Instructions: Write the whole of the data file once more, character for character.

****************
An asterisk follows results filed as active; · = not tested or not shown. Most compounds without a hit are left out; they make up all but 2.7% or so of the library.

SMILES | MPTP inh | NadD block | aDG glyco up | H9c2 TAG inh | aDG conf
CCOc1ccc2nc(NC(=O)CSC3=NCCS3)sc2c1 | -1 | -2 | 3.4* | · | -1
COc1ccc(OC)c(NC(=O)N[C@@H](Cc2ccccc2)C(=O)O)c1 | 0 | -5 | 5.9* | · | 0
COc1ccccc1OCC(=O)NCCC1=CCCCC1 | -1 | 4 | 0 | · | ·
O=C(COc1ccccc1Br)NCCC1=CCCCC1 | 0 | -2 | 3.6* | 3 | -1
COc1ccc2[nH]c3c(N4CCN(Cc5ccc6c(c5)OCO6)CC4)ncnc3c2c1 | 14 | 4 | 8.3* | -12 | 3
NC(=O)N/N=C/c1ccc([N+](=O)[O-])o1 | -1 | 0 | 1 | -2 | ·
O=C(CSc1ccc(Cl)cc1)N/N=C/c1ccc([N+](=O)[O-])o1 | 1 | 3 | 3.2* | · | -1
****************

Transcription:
An asterisk follows results filed as active; · = not tested or not shown. Most compounds without a hit are left out; they make up all but 2.7% or so of the library.

SMILES | MPTP inh | NadD block | aDG glyco up | H9c2 TAG inh | aDG conf
CCOc1ccc2nc(NC(=O)CSC3=NCCS3)sc2c1 | -1 | -2 | 3.4* | · | -1
COc1ccc(OC)c(NC(=O)N[C@@H](Cc2ccccc2)C(=O)O)c1 | 0 | -5 | 5.9* | · | 0
COc1ccccc1OCC(=O)NCCC1=CCCCC1 | -1 | 4 | 0 | · | ·
O=C(COc1ccccc1Br)NCCC1=CCCCC1 | 0 | -2 | 3.6* | 3 | -1
COc1ccc2[nH]c3c(N4CCN(Cc5ccc6c(c5)OCO6)CC4)ncnc3c2c1 | 14 | 4 | 8.3* | -12 | 3
NC(=O)N/N=C/c1ccc([N+](=O)[O-])o1 | -1 | 0 | 1 | -2 | ·
O=C(CSc1ccc(Cl)cc1)N/N=C/c1ccc([N+](=O)[O-])o1 | 1 | 3 | 3.2* | · | -1